Representatives from Pfizer and its partner BioNTech met privately with top U.S. scientists on Monday to explain why they should be authorized to offer booster shots for their COVID-19 vaccine.
The government hasn’t changed its official position -- at least for now.
"At this time, fully vaccinated Americans do not need a booster shot," the Department of Health and Human Sciences said in a statement after the meeting, according to The New York Times.
That statement echoed what the FDA, CDC, and National Institutes of Health said in a joint statement last week. That July 8 statement ended with, “We are prepared for booster doses if and when the science demonstrates that they are needed.”
Booster shots are still up for discussion. Israel has started giving Pfizer booster shots to people with compromised immune systems. Pfizer said it would publish “definitive data” soon in a peer-reviewed journal.
"Both Pfizer and the U.S. government share a sense of urgency in staying ahead of the virus that causes COVID-19, and we also agree that the scientific data will dictate next steps in the rigorous regulatory process that we always follow," the company said in a statement released Tuesday.
“There wasn’t anything resembling a decision,” Anthony Fauci, MD, President Joe Biden’s chief medical adviser, said on Monday, according to the Times. “This is just one piece of a much bigger puzzle, and it’s one part of the data, so there isn’t a question of a convincing case one way or the other.”
Fauci has not ruled out booster shots and in May said he expects them to be needed 12 months or so after the second shot of the Pfizer or Moderna vaccine.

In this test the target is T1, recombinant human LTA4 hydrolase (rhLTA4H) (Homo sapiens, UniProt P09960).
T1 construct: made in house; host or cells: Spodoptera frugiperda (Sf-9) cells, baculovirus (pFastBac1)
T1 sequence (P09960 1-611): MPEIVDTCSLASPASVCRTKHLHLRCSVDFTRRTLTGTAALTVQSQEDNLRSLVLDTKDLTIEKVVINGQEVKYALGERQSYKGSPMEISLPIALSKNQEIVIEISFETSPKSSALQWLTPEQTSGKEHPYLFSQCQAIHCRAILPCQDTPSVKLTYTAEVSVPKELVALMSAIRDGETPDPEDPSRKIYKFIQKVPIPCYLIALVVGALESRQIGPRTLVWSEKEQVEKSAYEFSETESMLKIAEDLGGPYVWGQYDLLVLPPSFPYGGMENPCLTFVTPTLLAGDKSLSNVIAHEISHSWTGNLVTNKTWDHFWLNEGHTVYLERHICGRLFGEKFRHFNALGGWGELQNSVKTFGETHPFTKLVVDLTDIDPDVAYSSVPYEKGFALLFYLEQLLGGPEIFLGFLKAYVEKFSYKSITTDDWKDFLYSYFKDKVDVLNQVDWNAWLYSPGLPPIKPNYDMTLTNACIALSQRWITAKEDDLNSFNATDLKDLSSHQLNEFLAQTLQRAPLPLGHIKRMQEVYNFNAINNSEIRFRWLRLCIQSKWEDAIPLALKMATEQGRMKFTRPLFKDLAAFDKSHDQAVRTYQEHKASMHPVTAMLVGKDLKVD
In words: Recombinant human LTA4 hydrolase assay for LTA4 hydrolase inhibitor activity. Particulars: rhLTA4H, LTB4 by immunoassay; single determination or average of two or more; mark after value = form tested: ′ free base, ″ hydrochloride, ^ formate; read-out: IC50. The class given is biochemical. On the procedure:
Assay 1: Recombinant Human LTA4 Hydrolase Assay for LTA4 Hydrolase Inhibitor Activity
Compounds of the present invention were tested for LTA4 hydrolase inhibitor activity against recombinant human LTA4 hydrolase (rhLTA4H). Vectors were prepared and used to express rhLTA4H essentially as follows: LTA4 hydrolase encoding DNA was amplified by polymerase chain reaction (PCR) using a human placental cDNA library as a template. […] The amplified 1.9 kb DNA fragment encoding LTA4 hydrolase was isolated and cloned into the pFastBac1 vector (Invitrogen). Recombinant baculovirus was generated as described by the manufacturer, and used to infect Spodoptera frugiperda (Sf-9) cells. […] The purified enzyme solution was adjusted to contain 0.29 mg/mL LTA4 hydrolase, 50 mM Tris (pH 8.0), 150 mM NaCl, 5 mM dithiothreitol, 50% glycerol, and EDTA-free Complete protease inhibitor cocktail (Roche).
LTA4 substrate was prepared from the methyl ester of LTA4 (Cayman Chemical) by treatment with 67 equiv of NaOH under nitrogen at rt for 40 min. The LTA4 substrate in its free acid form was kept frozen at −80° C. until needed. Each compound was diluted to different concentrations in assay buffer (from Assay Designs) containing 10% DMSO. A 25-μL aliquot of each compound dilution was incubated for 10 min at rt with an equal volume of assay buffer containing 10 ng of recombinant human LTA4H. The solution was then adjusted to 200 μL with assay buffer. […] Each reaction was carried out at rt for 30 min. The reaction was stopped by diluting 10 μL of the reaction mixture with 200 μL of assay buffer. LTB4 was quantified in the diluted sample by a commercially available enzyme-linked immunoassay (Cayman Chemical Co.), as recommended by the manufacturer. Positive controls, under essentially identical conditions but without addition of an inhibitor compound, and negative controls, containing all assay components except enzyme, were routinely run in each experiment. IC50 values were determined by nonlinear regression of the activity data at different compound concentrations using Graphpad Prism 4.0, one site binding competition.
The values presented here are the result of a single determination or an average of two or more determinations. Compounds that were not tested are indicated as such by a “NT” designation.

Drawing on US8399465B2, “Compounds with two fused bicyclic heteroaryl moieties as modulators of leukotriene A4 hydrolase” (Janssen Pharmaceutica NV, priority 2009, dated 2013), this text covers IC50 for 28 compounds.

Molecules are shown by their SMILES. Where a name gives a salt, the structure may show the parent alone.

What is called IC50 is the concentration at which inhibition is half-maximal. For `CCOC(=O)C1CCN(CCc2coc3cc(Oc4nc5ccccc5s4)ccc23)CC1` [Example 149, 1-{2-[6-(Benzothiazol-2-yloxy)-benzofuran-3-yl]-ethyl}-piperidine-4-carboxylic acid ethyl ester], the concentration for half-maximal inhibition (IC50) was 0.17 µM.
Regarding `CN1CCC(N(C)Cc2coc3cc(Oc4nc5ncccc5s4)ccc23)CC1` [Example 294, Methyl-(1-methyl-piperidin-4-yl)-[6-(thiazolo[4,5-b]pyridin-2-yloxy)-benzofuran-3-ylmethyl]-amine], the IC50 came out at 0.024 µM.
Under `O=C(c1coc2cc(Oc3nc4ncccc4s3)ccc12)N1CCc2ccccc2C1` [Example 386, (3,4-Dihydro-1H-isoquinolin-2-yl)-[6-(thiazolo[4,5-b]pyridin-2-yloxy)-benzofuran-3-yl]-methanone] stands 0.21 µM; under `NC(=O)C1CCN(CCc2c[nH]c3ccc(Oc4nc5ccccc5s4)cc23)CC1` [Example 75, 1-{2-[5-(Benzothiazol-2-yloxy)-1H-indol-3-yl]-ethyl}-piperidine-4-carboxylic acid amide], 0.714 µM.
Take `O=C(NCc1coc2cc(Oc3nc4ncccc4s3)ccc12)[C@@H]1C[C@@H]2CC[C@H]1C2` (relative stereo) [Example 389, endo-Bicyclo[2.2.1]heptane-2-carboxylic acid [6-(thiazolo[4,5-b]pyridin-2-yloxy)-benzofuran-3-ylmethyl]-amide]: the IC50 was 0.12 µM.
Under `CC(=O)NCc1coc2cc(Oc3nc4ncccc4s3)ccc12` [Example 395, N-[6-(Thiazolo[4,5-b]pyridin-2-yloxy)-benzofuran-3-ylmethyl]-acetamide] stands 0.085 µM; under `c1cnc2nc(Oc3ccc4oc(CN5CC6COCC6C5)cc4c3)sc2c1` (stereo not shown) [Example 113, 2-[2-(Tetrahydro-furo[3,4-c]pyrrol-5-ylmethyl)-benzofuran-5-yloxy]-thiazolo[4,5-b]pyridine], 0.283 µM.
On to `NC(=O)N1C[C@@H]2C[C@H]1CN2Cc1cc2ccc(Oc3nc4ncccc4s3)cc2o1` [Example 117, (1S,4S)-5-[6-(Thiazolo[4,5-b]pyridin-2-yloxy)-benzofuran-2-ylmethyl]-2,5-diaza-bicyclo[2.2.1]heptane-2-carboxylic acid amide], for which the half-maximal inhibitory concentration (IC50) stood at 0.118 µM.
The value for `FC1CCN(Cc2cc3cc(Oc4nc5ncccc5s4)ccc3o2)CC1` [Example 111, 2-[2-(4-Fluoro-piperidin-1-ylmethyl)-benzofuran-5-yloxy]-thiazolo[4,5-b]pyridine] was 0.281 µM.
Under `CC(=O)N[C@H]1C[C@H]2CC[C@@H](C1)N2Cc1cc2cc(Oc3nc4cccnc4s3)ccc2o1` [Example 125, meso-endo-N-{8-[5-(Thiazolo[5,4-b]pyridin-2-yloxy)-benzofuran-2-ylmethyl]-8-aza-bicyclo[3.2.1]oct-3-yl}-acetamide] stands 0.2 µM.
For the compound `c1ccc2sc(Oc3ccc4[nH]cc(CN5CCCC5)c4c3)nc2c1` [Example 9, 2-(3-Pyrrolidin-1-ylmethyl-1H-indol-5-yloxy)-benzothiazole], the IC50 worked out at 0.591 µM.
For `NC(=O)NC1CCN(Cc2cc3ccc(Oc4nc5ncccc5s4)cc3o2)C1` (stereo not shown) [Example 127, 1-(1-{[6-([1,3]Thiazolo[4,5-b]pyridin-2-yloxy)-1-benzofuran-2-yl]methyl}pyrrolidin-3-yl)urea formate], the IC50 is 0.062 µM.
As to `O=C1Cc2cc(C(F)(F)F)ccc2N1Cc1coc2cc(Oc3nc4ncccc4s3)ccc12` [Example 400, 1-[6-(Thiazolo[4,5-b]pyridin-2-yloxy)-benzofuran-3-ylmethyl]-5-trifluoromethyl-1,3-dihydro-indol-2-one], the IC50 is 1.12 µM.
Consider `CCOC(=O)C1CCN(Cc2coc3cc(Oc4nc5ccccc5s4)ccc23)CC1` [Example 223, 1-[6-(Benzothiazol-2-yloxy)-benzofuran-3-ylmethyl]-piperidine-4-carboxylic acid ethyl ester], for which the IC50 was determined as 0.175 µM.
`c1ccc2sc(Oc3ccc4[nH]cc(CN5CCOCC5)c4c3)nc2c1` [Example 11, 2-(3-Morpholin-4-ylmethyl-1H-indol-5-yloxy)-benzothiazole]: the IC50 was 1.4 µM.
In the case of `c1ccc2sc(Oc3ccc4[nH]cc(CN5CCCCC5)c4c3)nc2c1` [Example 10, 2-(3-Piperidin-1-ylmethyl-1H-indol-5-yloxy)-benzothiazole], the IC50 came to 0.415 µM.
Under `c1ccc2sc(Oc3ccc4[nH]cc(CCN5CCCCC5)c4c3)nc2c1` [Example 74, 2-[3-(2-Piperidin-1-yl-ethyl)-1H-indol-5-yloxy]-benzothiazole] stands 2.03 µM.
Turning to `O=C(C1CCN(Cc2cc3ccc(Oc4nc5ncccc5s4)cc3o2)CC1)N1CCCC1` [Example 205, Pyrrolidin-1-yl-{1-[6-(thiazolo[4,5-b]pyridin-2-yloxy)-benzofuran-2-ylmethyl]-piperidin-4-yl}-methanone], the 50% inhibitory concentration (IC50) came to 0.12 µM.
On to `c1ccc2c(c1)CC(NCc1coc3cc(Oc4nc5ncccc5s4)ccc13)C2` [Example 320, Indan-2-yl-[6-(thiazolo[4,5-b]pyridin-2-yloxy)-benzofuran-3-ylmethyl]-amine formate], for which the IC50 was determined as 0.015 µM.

But the emphasis now, government health officials have said, should be placed on getting the vaccine into more unvaccinated people. The CDC says only 55.5% of the total U.S. population is partially vaccinated and 48% is fully vaccinated.
Pfizer officials told The Associated Press last week that early data from a booster study showed that antibody levels jumped by 5 to 10 times after a third dose, as compared with the second dose months before, which could provide evidence that boosters will be needed within 12 months.
The New York Times, citing several unnamed U.S. officials, said any decision about booster shots will be based on real-world information gathered by the CDC about breakthrough infections. Those occur after a person is fully vaccinated.
The Times said U.S. health officials will also study the spread of variants, such as the Delta strain, and data collected in Israel on how immunity wanes after a person is fully vaccinated.